“Today, depending on group norms and circumstances, status can be derived from factors as diverse as academic achievement, one’s skills as a sea turtle advocate, and even the ability to drink a lot of beer.” 

So, what is Signalling?

Signalling and countersignaling are hidden methods of communicating with each other. We do it all the time as a way to ‘prove’ we are who and what we claim to be.

Signalling is the area where you live and the car you drive. It’s how you take your coffee and whether you drink alcohol or not. It’s the shoes you wear, the newspapers you read, how you spend your Friday nights. The fact is we all make choices that signal what we wish to convey.

Most of our everyday actions and purchases can be traced back to some form of signalling or status seeking.

For example a watch: A Rolex isn’t better at telling the time than a Titan – but a Rolex signals something about its owner’s economic power and social standing.

Signalling does not only explain luxury purchases but also consumption of all sorts of other goods: Green products signal a prosocial attitude and an IIM degree, intelligence and a future chance of success. We all know how publicly displaying the name of donors increases contributions made to charity.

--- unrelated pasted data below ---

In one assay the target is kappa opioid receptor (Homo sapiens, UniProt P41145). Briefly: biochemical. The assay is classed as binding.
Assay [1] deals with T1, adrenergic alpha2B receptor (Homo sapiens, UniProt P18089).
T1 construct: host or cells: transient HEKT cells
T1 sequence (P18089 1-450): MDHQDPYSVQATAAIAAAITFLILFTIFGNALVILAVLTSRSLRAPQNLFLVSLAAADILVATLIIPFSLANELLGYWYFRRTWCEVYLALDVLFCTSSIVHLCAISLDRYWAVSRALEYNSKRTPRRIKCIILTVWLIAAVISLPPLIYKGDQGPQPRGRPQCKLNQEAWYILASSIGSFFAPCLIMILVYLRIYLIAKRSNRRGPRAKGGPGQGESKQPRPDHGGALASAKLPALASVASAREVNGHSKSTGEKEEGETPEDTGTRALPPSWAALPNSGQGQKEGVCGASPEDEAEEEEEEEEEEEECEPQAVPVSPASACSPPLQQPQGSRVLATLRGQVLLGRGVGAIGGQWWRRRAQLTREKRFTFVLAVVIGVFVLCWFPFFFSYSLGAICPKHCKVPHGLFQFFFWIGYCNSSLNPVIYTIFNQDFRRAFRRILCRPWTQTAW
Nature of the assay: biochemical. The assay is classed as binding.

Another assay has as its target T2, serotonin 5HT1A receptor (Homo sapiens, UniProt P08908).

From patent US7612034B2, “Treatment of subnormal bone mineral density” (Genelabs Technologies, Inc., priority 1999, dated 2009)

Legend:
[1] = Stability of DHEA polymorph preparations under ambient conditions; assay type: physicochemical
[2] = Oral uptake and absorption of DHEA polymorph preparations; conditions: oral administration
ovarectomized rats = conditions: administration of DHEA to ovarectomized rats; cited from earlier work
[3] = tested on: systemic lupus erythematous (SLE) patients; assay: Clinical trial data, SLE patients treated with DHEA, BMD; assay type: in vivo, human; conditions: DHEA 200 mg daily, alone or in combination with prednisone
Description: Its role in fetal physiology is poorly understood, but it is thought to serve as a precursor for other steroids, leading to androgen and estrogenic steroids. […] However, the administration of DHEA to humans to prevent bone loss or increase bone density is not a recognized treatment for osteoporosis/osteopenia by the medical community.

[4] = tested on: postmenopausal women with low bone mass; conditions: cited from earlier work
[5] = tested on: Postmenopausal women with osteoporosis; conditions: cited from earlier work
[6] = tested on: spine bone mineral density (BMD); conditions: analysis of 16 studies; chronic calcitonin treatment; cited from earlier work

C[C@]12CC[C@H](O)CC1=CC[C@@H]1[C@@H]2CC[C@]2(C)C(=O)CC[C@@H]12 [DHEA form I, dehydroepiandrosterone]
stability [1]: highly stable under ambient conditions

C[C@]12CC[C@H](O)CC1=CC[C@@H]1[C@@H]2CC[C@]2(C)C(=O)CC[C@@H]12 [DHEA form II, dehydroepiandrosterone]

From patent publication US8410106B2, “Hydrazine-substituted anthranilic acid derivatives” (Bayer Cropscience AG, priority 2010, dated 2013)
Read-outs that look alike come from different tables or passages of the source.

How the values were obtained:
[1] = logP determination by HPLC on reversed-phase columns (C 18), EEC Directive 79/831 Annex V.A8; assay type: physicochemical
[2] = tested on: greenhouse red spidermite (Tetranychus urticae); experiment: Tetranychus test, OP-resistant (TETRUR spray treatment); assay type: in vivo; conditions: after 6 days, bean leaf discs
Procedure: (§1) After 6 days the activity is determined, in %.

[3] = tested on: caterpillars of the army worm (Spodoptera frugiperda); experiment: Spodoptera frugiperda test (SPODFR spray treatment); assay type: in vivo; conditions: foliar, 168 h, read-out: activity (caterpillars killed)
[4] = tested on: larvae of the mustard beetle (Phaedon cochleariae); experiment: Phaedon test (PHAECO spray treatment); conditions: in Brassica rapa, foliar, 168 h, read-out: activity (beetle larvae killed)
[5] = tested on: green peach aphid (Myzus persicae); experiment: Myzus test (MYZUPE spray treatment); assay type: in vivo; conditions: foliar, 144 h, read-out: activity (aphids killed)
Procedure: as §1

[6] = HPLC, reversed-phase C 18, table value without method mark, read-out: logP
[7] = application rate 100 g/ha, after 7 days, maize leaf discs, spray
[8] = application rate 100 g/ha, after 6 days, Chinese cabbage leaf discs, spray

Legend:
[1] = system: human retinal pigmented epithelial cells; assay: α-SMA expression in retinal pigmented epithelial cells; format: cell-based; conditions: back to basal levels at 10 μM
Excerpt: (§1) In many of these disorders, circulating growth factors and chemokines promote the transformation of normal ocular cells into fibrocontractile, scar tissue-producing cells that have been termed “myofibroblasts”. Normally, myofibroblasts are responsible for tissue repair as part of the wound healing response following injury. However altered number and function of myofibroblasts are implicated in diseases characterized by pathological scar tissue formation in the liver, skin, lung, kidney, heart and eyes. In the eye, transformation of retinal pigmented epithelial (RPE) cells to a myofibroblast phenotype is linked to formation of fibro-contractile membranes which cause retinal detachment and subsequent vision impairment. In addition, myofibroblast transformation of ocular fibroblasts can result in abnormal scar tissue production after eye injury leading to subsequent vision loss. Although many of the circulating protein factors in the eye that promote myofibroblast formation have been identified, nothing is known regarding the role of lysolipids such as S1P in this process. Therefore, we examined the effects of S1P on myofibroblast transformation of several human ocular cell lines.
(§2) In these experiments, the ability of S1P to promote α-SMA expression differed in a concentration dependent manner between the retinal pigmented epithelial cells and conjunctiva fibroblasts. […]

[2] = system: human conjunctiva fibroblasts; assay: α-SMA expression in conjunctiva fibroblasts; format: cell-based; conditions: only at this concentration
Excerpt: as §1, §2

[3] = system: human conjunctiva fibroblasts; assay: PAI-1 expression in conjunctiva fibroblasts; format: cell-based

Other consumption signals could include loyalty to a specific subculture (e.g. band t-shirts), athleticism & health consciousness (athleisure clothing) or intelligence (e.g. Rubik’s Cube).

As a matter of fact, in humans a lot of New Product Adoption is driven by our need to signal – be it status, intelligence, being part of a group or being different from others.

The first people who bought a pager, a fax machine or telephone didn’t really buy it for convenience now,  is it ? You need many others to adopt it before the network benefits start kicking in, else you would be calling and messaging no one. 

Think why e-vehicles are not yet the norm and why TESLA needs to make them look so sleek.

But these early adopters truly bought one because it helped them tell the world about how they were different, it helped them singal something to the world about themselves.

Obviously, companies then pool these profits to fine tune the early product ideas and also get more and more people to buy them. Eventually, so many people have one that a world without it makes no sense.

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